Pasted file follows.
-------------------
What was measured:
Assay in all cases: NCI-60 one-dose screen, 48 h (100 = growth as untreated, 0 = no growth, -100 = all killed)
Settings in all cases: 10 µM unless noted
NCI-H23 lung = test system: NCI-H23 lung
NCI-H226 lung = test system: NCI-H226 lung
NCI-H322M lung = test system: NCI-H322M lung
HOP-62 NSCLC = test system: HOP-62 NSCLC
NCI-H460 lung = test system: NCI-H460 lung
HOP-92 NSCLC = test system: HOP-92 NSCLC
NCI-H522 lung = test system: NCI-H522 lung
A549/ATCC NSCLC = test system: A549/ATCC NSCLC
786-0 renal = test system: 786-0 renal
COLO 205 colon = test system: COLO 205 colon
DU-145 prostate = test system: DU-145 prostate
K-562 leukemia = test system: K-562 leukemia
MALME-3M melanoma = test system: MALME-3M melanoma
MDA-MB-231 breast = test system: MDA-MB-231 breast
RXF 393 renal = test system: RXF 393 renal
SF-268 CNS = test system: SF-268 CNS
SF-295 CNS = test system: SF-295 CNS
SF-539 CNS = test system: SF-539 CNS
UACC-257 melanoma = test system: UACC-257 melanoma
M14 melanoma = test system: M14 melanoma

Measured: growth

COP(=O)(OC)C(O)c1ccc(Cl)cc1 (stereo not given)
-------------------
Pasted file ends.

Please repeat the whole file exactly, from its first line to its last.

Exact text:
What was measured:
Assay in all cases: NCI-60 one-dose screen, 48 h (100 = growth as untreated, 0 = no growth, -100 = all killed)
Settings in all cases: 10 µM unless noted
NCI-H23 lung = test system: NCI-H23 lung
NCI-H226 lung = test system: NCI-H226 lung
NCI-H322M lung = test system: NCI-H322M lung
HOP-62 NSCLC = test system: HOP-62 NSCLC
NCI-H460 lung = test system: NCI-H460 lung
HOP-92 NSCLC = test system: HOP-92 NSCLC
NCI-H522 lung = test system: NCI-H522 lung
A549/ATCC NSCLC = test system: A549/ATCC NSCLC
786-0 renal = test system: 786-0 renal
COLO 205 colon = test system: COLO 205 colon
DU-145 prostate = test system: DU-145 prostate
K-562 leukemia = test system: K-562 leukemia
MALME-3M melanoma = test system: MALME-3M melanoma
MDA-MB-231 breast = test system: MDA-MB-231 breast
RXF 393 renal = test system: RXF 393 renal
SF-268 CNS = test system: SF-268 CNS
SF-295 CNS = test system: SF-295 CNS
SF-539 CNS = test system: SF-539 CNS
UACC-257 melanoma = test system: UACC-257 melanoma
M14 melanoma = test system: M14 melanoma

Measured: growth

COP(=O)(OC)C(O)c1ccc(Cl)cc1 (stereo not given)